Mamaliga T, White AC, Khattar NK and Hadi M: Anomalous origin of the anterior choroidal artery proximal to an ipsilateral fetal posterior cerebral artery: Case report of an extremely rare anatomic variant and discussion of its clinical implications. Cureus. 11(e6442)2019.PubMed/NCBI View Article : Google Scholar

5 

Otomo E: The anterior choroidal artery. Arch Neurol. 13:656–658. 1965.PubMed/NCBI View Article : Google Scholar

6 

Takahashi S, Suga T, Kawata Y and Sakamoto K: Anterior choroidal artery: Angiographic analysis of variations and anomalies. AJNR Am J Neuroradiol. 11:719–729. 1990.PubMed/NCBI

7 

Akar A, Sengul G and Aydin IH: The variations of the anterior choroidal artery: An intraoperative study. Turk Neurosurg. 19:349–352. 2009.PubMed/NCBI

8 

Tonetti DA, Andrews EG, Stabingas K, Tyler-Kabara E, Gross BA and Jadhav A: Posterior communicating artery giving rise to shared-origin anterior choroidal artery: Case illustration. World Neurosurg. 109:413–415. 2018.PubMed/NCBI View Article : Google Scholar

9 

Choi CY and Lee CH: Transposition of anterior choroidal artery and posterior communicating artery origin. J Korean Neurosurg Soc. 52:240–242. 2012.PubMed/NCBI View Article : Google Scholar

10 

Chenin L, Chivot C, Toussaint P, Deramond H and Peltier J: An unusual, duplicate origin of the anterior choroidal artery with aneurysm: A case report. Surg Radiol Anat. 37:1273–1275. 2015.PubMed/NCBI View Article : Google Scholar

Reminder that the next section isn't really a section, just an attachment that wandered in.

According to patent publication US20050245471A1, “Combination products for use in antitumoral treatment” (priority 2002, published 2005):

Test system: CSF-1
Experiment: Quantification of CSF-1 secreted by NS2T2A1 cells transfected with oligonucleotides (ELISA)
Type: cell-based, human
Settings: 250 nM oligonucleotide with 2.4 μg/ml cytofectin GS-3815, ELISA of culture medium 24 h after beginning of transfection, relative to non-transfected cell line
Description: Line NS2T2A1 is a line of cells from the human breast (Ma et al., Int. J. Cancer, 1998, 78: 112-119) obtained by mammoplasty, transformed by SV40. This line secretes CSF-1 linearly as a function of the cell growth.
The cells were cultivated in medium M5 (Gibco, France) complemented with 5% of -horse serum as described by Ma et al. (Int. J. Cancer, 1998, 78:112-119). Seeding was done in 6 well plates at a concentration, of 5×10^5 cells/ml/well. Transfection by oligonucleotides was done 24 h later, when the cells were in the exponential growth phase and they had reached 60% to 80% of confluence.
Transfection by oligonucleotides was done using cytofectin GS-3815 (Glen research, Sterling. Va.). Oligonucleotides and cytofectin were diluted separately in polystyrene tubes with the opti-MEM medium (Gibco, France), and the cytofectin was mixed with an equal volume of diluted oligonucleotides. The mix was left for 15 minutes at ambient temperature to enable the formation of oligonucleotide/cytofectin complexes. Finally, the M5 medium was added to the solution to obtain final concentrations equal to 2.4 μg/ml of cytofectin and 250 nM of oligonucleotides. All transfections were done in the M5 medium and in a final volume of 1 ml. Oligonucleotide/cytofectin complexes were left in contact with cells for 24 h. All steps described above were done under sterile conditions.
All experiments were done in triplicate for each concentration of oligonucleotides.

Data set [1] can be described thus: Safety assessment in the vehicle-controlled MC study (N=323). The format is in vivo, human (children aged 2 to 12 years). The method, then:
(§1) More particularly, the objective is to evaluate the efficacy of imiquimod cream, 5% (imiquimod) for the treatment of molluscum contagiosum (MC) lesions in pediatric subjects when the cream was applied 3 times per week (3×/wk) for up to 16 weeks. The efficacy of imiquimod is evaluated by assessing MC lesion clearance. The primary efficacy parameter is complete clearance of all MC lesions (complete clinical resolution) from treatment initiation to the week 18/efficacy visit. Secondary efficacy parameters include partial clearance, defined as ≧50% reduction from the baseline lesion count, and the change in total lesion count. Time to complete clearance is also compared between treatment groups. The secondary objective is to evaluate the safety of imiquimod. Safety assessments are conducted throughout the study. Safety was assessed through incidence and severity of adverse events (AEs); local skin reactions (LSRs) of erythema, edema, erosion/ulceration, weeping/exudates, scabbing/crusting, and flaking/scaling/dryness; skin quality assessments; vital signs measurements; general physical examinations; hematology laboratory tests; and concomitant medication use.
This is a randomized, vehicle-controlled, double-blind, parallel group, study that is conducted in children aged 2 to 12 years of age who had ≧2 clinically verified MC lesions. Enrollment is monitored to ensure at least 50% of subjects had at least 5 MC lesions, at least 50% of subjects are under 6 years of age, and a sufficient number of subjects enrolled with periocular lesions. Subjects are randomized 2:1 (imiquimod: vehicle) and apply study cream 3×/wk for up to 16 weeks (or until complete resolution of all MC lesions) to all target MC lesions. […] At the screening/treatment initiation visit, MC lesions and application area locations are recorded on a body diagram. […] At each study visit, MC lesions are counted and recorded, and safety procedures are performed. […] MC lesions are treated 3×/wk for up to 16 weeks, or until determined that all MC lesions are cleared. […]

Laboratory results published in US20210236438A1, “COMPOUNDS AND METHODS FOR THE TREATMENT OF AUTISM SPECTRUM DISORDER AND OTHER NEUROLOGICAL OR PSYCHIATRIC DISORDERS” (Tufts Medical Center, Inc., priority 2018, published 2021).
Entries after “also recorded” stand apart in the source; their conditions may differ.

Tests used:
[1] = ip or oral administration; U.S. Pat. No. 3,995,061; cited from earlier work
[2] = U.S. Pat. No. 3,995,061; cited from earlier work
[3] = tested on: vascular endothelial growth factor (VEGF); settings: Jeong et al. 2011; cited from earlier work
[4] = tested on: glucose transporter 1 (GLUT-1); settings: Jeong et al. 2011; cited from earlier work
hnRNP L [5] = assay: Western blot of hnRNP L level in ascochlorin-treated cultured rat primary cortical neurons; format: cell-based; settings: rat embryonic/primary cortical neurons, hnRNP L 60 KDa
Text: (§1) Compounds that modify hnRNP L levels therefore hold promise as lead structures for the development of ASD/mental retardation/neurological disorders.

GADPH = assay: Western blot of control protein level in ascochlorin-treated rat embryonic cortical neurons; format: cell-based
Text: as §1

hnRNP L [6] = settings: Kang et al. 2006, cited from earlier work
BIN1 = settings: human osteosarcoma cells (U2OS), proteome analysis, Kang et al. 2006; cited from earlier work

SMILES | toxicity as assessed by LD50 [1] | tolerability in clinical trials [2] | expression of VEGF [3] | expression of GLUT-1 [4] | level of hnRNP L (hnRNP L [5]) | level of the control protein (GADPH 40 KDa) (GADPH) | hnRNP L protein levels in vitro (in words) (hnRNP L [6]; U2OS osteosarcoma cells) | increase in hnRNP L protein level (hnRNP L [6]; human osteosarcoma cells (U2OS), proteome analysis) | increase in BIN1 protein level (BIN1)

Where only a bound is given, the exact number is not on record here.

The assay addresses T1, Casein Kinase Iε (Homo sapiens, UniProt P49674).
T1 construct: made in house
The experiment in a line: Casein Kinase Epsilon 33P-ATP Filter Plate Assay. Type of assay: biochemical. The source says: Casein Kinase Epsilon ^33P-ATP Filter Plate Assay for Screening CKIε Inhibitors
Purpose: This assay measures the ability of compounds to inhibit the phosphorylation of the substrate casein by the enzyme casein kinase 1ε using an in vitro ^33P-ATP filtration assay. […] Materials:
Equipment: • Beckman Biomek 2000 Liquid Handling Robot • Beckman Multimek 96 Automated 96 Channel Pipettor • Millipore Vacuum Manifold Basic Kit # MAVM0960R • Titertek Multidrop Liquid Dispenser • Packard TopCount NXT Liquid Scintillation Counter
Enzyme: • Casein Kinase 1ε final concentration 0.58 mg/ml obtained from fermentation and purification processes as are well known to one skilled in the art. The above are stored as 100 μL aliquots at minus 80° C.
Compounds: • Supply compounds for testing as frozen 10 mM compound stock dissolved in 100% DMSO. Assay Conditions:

11 

Uchino A, Kamide T and Kurita H: Replaced posterior cerebral artery (PCA): Origin of all branches of the PCA from the anterior choroidal artery diagnosed by MR angiography. Surg Radiol Anat. 41:703–705. 2019.PubMed/NCBI View Article : Google Scholar

12 

Padget DH: The development of the cranial arteries in the human embryo. Contrib Embryol. 32:205–229. 1948.

13 

Zampakis P, Panagiotopoulos V, Petsas T and Kalogeropoulou C: Common and uncommon intracranial arterial anatomic variations in multi-detector computed tomography angiography (MDCTA). What radiologists should be aware of. Insights Imaging. 6:33–42. 2015.PubMed/NCBI View Article : Google Scholar

Related Articles

Journal Cover

September-October 2021
Volume 1 Issue 4

Print ISSN: 2754-3242
Online ISSN:2754-1304

Sign up for eToc alerts

Recommend to Library

Copy and paste a formatted citation
x
Spandidos Publications style
Chen H and Chen H: Common origin of the anterior choroidal artery and posterior communicating artery with a concomitant aneurysm at the internal carotid artery-posterior communicating artery junction: A case report. Med Int 1: 12, 2021
APA
Chen, H., & Chen, H. (2021). Common origin of the anterior choroidal artery and posterior communicating artery with a concomitant aneurysm at the internal carotid artery-posterior communicating artery junction: A case report. Medicine International, 1, 12. https://doi.org/10.3892/mi.2021.12
MLA
Chen, H., Yu, J."Common origin of the anterior choroidal artery and posterior communicating artery with a concomitant aneurysm at the internal carotid artery-posterior communicating artery junction: A case report". Medicine International 1.4 (2021): 12.
Chicago
Chen, H., Yu, J."Common origin of the anterior choroidal artery and posterior communicating artery with a concomitant aneurysm at the internal carotid artery-posterior communicating artery junction: A case report". Medicine International 1, no. 4 (2021): 12. https://doi.org/10.3892/mi.2021.12